I received ten dollars in a birthday card last week. Except it wasn't my birthday. One of my aunts had put the money in Mom's birthday card along with a note instructing her to give it to me.
I found it quite a remarkable gesture. Especially considering this is an aunt I rarely see, Mom's eldest sister, who is widowed and has ten kids and umpteen grandkids of her own, not to mention twenty or so nieces and nephews. Yet here she is sending a note and ten bucks to her thirtysomething nephew she sees on Decoration Day, sometimes Christmas, and maybe another time or two during the year at most.
It really affected me.
It made me think about the alarming rate of the passing of time, and how I need to make more of an effort to see family and loved ones more often.
I thought about my grandmother, how almost eerily similar she and my aunt are, and how so many of her good qualities were obviously passed on.
I thought about how excited I would have been years ago, when I was in high school, or college even, to get ten bucks in a card.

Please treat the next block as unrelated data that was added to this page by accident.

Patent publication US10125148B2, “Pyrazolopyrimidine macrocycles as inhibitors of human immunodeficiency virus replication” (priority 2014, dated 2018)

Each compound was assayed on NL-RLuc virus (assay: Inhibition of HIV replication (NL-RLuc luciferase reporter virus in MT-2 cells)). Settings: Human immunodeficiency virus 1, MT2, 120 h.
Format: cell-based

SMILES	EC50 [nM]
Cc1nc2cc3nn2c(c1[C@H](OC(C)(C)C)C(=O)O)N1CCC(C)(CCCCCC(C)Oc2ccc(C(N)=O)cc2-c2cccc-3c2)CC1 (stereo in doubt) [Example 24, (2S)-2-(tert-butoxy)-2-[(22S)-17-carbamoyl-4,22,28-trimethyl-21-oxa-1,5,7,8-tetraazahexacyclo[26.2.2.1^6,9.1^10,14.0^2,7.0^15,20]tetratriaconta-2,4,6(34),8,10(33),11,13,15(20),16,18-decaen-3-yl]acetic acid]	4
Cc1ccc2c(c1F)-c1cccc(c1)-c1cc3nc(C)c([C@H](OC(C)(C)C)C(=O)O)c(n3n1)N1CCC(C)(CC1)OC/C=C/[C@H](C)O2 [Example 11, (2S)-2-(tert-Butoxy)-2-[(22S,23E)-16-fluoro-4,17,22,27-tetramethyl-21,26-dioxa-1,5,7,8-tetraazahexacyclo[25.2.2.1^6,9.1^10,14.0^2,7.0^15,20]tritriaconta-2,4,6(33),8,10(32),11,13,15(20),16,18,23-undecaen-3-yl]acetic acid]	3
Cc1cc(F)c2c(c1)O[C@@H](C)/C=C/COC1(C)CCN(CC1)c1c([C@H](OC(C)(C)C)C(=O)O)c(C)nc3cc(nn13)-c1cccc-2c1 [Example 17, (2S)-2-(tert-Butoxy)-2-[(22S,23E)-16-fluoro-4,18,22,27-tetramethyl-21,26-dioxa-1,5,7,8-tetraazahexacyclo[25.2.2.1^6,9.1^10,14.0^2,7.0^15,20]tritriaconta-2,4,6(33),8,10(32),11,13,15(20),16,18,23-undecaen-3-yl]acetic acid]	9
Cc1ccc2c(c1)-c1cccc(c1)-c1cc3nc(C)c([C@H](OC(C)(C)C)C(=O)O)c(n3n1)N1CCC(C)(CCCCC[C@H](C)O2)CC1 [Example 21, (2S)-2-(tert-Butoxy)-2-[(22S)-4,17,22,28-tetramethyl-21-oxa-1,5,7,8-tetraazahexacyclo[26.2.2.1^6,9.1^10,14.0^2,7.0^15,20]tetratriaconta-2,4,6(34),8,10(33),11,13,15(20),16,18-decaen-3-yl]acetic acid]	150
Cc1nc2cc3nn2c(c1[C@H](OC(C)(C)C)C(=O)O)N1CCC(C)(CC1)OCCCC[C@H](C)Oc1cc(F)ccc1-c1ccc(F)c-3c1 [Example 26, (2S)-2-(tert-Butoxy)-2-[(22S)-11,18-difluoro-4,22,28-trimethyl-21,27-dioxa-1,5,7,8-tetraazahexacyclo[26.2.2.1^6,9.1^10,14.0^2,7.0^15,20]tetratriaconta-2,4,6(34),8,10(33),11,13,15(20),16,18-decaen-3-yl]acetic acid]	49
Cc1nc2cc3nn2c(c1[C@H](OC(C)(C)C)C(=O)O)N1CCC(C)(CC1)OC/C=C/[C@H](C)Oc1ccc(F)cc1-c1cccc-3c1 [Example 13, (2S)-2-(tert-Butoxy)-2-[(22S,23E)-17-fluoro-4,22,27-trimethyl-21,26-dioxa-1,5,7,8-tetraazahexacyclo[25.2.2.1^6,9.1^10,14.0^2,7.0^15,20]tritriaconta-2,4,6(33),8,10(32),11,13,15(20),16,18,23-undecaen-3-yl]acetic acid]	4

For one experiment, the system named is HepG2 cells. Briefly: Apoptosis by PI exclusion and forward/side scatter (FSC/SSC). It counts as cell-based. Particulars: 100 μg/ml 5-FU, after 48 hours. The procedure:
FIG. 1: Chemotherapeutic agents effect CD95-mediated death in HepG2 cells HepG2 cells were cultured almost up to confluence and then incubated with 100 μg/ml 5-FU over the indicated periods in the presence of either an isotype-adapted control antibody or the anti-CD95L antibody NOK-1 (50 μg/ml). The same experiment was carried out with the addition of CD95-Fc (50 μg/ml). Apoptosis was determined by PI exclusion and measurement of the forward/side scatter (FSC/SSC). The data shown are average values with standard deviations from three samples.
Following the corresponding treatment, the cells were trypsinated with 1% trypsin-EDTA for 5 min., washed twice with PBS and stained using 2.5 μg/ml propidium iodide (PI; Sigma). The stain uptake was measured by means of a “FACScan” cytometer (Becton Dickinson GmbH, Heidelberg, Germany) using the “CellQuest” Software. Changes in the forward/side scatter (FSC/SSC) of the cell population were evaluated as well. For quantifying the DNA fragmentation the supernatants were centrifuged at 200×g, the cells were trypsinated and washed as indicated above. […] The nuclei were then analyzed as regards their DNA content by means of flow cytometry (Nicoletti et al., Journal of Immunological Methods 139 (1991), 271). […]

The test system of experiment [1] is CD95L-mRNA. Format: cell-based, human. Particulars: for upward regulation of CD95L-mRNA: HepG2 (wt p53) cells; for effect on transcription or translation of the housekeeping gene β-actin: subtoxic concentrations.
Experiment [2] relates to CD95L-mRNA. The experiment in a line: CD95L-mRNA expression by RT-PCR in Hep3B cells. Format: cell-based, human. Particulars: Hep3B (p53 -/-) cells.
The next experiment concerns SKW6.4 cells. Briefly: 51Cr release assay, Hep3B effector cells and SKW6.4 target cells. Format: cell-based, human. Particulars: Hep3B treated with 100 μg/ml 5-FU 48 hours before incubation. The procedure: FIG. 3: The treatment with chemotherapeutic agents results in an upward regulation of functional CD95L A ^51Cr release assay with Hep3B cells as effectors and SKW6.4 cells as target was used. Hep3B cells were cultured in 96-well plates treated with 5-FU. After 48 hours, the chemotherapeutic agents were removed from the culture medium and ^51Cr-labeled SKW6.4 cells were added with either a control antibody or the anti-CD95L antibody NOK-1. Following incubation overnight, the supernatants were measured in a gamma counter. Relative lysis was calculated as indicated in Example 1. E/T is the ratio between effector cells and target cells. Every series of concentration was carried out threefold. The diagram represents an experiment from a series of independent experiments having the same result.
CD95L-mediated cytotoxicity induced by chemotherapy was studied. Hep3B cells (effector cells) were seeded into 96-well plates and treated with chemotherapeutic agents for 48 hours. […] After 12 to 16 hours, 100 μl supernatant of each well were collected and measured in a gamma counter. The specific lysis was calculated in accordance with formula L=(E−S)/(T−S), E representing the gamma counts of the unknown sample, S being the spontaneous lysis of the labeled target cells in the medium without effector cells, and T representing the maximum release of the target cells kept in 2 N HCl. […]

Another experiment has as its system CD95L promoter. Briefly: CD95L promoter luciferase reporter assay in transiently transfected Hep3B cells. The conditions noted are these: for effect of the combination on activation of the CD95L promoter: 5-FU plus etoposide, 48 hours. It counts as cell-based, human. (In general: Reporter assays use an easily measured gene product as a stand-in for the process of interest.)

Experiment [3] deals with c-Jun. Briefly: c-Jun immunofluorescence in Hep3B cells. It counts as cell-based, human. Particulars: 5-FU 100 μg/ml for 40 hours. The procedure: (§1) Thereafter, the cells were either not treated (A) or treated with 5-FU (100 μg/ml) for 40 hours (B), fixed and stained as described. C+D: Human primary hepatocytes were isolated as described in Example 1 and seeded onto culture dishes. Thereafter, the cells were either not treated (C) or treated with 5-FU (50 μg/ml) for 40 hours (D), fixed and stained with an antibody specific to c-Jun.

Then I thought about how today, ten dollars won't buy much of anything. But if my six other aunts would get their act together and all made the same gesture... I'm kidding.
I felt guilty that she had sent me any money at all.
I thought about how maybe this is one of those things you don't directly repay, but instead just pass on to someone else. And I made a vow to myself that I would do the same someday for my nieces, nephews, and other loved ones.
I thought about how a hundred dollar bill would not have meant nearly as much. There was something simple and pure and sweet about those two fives.
I thought about how thankful I am for family. Even family I don't see that often. Especially family I don't see that often.
I'm thankful there are still some things in this world you can't put a price on. Things that are worth so much more than money and always will be. Things like a few words scribbled in love on a little piece of scrap paper...
Give this to Bone. And tell him I love him.
"No, I ain't forgot how I was raised, but I'm living way too fast. It's a roller coaster ride up and down..."